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Johnnie Konstantas

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PCI Officially Unmasks DSS v2.0

Well it’s official. On October 28, the PCI Security Standards Council (PCI SSC) released v2.0 of the Payment Card Industry Data Security Standard (PCI DSS), and with it, potentially set in motion the numerous cloud deployments that had been waiting on its release.

This new version is meant to replace the previous one – PCI-DSS v1.2.1, which had been in effect since July of 2009.  By all accounts, PCI-DSS v2.0 does not introduce new requirements, but rather provides clarifications for new technologies like virtualization that were unmentioned in the prior version.

So why the big leap from 1.2 to 2.0?  In a recent eSecurity Planet article, Jeremy King, European director for the PCI SSC, explains that the new naming convention based on whole numbers will be permanent and that the standard will see its next revision in three years. Essentially the next version of PCI-DSS will be called v3.0 and will be released in 2013.

Although Mr. King describes the vast majority of changes as relatively minor, when it comes to virtualizing and private cloud adoption, the clarification provided within v2.0 could have an enormous market impact. Section 2.2.1 of PCI-DSS v1.2 had stipulated a requirement of only “one function per server” for “in-scope” servers, that is those that contain data deemed significant to payment card processing. This one requirement tends to generate some confusion with regards to virtual machines (VMs) and compliance. The question at the heart of the matter was largely: Is a virtual machine equivalent to a physical server or to a VM host? Or to state differently, does placing an in-scope VM and an out-of scope VM on the same virtual machine host violate the requirement?

By defining a VM as the equivalent to a physical server, organizations can now move forward with taking their workloads to the virtual model without fearing the risk of non-compliance.  While PCI-DSS v2.0 does seem to open the door for virtualizing critical workloads, organizations will still have to seek the advice of experts in order to secure their new VMs because, as always, the PCI-DSS is not prescriptive and does not specify architectures. Some guidance in the form of a white paper and requirements mapping spreadsheet will be made available through a PCI-DSS Virtualization Special Interest Group (vSIG). So look for those documents.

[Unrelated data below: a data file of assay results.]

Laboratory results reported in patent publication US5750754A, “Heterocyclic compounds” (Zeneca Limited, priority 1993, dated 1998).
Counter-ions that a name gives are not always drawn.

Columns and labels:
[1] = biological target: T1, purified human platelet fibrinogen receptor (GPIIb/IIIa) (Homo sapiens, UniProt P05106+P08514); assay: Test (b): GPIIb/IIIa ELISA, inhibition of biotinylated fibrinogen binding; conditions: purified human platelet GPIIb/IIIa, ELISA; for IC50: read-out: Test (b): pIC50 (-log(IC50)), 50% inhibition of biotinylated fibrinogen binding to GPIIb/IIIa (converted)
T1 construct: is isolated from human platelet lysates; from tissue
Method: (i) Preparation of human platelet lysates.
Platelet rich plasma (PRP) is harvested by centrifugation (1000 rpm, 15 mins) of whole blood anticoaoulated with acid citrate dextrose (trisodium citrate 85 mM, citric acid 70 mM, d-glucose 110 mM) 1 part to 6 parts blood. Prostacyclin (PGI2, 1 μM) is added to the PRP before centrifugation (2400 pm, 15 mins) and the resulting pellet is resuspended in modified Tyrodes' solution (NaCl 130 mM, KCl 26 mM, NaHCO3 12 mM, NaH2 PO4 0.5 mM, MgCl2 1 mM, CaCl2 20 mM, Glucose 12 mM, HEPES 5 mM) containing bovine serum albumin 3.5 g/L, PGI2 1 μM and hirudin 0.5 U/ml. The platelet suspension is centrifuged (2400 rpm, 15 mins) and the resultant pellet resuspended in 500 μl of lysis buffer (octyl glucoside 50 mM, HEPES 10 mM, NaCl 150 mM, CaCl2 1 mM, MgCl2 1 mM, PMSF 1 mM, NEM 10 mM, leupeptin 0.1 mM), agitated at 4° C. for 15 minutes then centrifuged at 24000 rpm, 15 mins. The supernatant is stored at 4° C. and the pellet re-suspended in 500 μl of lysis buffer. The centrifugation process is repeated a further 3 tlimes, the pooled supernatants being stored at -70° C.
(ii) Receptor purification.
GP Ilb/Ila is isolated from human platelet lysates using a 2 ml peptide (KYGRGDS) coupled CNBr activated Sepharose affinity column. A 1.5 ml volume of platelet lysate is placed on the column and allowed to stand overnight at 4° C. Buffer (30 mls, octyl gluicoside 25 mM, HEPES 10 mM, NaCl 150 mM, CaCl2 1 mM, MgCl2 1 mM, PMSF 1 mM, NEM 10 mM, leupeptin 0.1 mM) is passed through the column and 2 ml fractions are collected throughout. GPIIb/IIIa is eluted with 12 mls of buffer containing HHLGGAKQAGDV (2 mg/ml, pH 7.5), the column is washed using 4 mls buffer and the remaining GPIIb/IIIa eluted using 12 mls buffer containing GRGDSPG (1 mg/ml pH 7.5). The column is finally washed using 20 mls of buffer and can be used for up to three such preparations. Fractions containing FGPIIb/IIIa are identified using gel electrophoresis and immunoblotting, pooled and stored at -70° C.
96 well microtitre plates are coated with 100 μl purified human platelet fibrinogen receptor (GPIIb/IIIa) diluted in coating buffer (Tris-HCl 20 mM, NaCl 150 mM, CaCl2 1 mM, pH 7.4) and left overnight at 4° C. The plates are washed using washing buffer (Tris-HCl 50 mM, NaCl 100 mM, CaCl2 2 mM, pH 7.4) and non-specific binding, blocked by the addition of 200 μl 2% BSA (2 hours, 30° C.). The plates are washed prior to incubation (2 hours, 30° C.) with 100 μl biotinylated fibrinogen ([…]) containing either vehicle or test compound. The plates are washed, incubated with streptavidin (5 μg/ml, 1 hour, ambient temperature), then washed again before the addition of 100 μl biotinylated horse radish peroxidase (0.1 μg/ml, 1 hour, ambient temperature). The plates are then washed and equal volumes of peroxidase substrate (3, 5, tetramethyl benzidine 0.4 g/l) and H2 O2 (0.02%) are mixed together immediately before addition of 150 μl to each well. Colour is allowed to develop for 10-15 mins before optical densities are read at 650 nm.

Altor, along with others such as VMware, Cisco, etc., is a member of the PCI DSS technical working group.  We look forward to sharing further updates on how PCI DSS v2.0 will advance cloud and virtualization deployments.

Follow us on Twitter and we’ll keep you posted as new information becomes available.

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More Stories By Johnnie Konstantas

Johnnie Konstantas heads Gigamon’s security solutions marketing and business development. With 20+ years in telecommunications, as well as data and cybersecurity, she has done a little bit of everything spanning engineering, product management and marketing for large firms and fledglings.

Most recently, she was the VP of Marketing at Dato, a company pioneering large-scale machine learning. She was also VP Marketing at Altor Networks (acquired by Juniper), an early leader in virtualization security and at Varonis Systems. Past roles have included product management and marketing for Check Point, Neoteris, NetScreen and RedSeal Systems.

Johnnie started her career at Motorola, designing and implementing large-scale cellular infrastructure. She holds a BS in Electrical Engineering from the University of Maryland.